" You [Stark] are the principal and only Naval Adviser to the boss and he should know that our Fleet cannot just sail away, lick Orange, and be back at home in a year or so. Also the probable cost (human and physical resources) of any war should be compared [with] the probable value of winning the war."
Richardson was also concerned about the lack of readiness in his command. Admiral Robert Carney, who served as CNO during the Eisenhower Administration, recalls a meeting with Richardson in the summer of 1940, when Carney was executive officer on the battleship California. Carney was among a group of mid-level officers summoned by the CINCPAC; Richardson knew they would play a critical leadership role in the coming war with Japan, and he wanted them to know the actual condition of their fleet. As Carney later recalled:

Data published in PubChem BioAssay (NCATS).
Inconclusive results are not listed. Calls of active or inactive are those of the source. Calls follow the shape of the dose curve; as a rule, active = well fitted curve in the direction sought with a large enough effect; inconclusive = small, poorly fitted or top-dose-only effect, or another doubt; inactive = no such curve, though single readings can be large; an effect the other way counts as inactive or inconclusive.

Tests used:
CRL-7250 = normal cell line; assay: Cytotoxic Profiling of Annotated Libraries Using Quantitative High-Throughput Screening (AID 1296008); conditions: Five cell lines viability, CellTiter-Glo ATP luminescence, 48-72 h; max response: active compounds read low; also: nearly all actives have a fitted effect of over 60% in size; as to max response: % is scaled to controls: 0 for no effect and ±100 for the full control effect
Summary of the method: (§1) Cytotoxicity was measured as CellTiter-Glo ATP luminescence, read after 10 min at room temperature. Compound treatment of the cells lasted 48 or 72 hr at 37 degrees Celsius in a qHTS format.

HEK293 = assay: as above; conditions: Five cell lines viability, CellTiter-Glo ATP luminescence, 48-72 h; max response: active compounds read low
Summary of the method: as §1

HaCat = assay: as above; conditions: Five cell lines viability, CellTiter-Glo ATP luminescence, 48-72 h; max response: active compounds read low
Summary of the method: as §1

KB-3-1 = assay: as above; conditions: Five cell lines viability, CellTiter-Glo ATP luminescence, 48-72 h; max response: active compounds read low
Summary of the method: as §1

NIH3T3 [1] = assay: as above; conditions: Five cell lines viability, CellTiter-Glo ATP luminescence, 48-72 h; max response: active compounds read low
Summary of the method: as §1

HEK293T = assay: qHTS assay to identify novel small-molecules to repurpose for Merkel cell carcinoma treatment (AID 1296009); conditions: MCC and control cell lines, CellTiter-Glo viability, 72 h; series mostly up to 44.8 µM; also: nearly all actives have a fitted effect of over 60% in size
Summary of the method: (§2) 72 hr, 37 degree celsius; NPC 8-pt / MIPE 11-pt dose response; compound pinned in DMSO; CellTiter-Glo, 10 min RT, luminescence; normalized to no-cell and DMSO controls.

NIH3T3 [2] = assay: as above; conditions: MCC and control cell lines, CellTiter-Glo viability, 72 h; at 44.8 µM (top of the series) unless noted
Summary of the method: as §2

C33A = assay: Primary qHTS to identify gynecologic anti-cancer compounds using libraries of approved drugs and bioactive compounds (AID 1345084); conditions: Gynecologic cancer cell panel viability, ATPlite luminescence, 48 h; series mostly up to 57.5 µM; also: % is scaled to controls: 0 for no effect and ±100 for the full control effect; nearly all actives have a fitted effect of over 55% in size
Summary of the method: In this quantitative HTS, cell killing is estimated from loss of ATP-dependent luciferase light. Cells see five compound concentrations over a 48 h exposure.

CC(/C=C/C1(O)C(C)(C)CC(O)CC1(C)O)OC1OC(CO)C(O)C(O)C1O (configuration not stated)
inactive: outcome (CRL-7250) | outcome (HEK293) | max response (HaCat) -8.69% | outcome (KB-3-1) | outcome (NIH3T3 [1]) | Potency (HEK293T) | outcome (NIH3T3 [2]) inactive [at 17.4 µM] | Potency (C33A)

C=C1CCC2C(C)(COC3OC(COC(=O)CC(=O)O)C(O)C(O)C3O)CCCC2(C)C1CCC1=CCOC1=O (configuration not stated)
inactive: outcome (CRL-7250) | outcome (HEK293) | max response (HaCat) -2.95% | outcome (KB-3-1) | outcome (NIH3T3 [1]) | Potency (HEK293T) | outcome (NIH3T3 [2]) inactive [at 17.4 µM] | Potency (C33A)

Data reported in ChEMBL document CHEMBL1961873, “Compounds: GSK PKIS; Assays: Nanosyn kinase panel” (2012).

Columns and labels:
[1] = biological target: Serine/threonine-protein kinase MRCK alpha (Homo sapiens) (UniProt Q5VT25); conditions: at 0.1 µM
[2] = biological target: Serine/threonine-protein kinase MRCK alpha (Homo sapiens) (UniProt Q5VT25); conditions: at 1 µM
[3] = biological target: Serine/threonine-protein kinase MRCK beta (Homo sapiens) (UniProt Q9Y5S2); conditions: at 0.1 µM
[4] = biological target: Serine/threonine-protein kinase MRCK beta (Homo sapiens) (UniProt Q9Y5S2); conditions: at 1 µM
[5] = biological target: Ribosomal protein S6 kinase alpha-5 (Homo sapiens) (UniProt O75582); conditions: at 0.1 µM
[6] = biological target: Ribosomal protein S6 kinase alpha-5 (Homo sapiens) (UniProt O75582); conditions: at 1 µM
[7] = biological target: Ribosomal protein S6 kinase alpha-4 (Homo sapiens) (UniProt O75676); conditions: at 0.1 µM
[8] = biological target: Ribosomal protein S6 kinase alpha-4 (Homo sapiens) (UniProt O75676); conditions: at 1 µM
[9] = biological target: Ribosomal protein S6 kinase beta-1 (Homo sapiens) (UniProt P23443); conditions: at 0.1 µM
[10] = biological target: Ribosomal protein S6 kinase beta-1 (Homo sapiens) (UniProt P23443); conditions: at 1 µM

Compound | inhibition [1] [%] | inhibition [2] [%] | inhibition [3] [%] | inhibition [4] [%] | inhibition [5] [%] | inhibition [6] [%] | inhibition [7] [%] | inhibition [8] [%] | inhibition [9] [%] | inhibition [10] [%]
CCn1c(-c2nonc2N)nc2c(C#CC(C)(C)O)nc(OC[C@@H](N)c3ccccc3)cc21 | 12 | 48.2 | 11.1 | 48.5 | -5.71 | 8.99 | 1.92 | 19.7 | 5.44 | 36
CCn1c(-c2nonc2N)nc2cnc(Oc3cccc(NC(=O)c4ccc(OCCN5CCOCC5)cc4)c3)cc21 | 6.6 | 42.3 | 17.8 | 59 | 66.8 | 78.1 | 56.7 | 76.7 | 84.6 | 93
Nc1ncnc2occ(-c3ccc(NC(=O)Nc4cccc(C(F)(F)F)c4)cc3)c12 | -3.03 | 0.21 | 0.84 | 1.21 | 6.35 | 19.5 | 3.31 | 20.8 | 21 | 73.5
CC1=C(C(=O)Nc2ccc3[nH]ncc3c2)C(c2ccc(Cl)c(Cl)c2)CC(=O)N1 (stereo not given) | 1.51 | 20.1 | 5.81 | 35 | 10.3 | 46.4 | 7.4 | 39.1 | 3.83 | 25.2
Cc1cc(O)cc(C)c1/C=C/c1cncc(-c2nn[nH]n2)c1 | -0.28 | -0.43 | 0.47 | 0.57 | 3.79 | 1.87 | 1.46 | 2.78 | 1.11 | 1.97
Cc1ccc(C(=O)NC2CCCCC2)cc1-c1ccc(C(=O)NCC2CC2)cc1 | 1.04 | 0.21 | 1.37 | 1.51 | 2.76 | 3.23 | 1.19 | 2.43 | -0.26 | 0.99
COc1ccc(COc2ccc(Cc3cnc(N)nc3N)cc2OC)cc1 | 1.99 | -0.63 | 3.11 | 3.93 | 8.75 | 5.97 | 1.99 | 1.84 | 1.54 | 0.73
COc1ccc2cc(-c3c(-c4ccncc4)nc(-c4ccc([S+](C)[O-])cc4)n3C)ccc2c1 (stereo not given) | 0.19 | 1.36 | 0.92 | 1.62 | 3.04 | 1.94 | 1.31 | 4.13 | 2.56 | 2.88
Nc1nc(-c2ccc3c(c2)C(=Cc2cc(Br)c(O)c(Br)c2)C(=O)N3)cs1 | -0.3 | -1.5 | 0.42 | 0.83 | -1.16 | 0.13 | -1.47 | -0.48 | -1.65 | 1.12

"Pointing out the lack of advanced bases, the the slow pace of updating the fleet's offensive and defensive characteristics, the fact there were fatal shortages in ammunition replacements and backup stocks of fuel, spare parts and essential supplies and the tenders and logistical ships needed to support an advanced-positioned fleet--he was saying, in plain and understandable language, that the Navy wasn't ready for war. Step by step, he dismantled my confident belief that the U.S. Navy could win a quick decision. Instead, proceeding from our deficiencies, he foresaw the United States hanging on for a couple of years while the country and the service built the strength necessary for an offensive campaign, then a hard fight of a year or two before victory could be won."